Cannabis may raise death risk strongly in people with high blood pressure

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In a study from Georgia State University, scientists found that marijuana use is linked to a three-fold risk of death from high blood pressure.

In this recent study, the researchers examined participants aged 20 years and above. In 2005-2006, participants were asked if they had ever used marijuana. Those who answered “yes” were considered marijuana users.

Participants reported the age when they first tried marijuana and this was subtracted from their current age to calculate the duration of use.

Information on marijuana use was merged with mortality data in 2011 from the National Centre for Health Statistics.

Among a total of 1 213 participants, 34% used neither marijuana nor cigarettes, 21% used only marijuana, 20% used marijuana and smoked cigarettes, 16% used marijuana and were past smokers, 5% were past smokers and 4% only smoked cigarettes.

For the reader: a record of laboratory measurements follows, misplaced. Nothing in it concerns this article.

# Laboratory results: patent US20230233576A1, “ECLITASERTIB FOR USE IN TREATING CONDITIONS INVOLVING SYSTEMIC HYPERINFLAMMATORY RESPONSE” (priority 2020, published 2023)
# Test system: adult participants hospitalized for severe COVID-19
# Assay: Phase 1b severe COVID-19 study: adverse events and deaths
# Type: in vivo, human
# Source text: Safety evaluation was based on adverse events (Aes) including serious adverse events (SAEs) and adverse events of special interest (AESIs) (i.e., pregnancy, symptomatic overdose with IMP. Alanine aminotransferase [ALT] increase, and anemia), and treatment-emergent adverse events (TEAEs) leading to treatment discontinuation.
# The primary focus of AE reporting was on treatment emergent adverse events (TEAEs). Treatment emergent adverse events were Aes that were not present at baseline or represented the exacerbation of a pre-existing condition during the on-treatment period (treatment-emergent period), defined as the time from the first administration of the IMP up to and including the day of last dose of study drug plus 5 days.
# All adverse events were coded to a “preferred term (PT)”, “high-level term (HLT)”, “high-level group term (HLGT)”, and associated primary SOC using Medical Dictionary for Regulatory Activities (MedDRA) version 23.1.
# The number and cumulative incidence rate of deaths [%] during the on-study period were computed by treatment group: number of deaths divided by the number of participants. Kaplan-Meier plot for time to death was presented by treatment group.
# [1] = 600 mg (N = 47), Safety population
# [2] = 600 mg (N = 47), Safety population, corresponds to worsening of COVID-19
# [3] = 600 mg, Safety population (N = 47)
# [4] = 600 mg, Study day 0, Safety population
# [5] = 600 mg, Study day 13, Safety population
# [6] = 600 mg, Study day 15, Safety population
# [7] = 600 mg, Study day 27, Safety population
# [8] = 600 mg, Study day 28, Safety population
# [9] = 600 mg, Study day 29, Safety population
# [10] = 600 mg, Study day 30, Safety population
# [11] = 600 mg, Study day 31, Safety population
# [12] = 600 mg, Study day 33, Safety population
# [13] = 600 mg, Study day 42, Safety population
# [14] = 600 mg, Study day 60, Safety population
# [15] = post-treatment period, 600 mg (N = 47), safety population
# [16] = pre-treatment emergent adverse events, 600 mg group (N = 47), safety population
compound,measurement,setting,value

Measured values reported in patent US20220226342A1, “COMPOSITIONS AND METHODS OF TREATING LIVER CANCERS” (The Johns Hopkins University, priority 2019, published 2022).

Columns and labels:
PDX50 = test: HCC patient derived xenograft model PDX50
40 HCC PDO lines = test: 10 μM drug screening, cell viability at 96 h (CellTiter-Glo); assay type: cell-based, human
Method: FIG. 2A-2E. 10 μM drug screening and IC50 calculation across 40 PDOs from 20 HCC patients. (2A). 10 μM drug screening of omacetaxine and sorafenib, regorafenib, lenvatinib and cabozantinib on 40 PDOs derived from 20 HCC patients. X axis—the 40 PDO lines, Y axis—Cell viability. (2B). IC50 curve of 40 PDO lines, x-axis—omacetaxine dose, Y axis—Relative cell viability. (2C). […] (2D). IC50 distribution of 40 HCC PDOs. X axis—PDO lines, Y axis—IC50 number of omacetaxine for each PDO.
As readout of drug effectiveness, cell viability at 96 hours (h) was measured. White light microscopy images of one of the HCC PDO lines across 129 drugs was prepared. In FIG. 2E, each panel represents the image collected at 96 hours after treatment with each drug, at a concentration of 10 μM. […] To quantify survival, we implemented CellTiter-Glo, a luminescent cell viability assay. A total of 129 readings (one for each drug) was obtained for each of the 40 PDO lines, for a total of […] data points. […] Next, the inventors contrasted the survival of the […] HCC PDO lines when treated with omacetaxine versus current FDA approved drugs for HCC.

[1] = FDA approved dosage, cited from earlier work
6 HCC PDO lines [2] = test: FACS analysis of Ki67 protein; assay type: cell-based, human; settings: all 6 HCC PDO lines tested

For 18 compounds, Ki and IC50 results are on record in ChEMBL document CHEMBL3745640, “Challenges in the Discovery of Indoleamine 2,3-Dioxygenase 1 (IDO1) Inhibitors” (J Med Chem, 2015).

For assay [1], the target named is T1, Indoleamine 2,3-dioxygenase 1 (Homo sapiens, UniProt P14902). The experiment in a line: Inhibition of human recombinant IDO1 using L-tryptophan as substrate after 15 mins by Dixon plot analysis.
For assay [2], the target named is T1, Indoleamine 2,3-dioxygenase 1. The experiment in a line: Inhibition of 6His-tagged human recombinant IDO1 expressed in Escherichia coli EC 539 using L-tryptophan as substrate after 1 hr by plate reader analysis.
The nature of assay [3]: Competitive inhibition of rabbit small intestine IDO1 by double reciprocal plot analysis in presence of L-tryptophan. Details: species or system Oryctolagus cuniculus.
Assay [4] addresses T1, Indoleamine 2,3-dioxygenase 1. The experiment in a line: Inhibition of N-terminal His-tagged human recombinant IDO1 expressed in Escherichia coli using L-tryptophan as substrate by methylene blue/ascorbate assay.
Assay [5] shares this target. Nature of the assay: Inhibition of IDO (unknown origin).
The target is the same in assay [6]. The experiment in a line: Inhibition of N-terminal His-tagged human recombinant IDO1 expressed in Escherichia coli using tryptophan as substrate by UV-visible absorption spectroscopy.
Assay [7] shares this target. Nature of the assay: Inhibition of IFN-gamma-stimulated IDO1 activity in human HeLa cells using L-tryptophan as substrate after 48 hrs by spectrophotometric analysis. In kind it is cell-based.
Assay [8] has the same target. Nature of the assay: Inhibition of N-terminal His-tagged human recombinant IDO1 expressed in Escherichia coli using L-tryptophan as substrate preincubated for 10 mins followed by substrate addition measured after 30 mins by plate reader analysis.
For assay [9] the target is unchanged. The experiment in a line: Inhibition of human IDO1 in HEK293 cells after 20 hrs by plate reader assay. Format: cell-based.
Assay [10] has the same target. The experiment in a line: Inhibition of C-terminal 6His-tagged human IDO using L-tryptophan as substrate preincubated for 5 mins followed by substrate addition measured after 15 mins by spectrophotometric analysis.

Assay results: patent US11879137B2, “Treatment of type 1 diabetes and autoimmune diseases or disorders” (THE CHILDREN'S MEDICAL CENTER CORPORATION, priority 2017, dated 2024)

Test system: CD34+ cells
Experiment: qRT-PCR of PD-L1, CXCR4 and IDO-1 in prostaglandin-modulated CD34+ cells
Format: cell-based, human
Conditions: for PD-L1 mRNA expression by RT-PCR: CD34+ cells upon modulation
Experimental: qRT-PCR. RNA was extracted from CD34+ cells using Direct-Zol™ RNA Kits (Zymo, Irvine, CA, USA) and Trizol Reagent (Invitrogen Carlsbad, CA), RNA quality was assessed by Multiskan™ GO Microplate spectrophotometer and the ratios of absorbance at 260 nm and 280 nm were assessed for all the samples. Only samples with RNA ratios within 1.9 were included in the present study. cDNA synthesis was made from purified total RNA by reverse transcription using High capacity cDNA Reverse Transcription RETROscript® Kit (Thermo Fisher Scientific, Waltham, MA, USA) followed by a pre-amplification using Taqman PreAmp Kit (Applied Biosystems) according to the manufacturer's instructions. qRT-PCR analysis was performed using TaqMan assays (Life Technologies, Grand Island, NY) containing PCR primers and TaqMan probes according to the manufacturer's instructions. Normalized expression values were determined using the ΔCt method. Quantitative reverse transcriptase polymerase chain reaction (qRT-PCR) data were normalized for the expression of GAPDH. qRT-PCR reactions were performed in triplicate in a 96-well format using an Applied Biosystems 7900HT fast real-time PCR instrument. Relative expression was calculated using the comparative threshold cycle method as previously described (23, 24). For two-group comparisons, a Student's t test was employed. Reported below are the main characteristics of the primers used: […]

The average duration of marijuana use was 11.5 years. The team found marijuana users had a higher risk of dying from high blood pressure.

Compared to non-users, marijuana users had a 3.42-times higher risk of death from hypertension and a 1.04 greater risk for each year of use.

These results suggest a possible risk of hypertension mortality from marijuana use. This is not surprising since marijuana is known to have a number of effects on the cardiovascular system.

Marijuana stimulates the sympathetic nervous system, leading to increases in heart rate, blood pressure, and oxygen demand. Emergency rooms have reported cases of angina and heart attacks after marijuana use.

The researchers stated that the heart risk associated with marijuana use may be greater than the cardiovascular risk already established for cigarette smoking.

If you care about blood pressure, please read studies that blood pressure swings could be an early sign of heart disease, and beetroot may protect against high blood pressure.

For more information about blood pressure, please see recent studies that many people with high blood pressure use drugs that worsen it, and results showing sometimes, the best treatment for high blood pressure is to wait.

The research was published in the European Journal of Preventive Cardiology and conducted by Barbara A Yankey et al.

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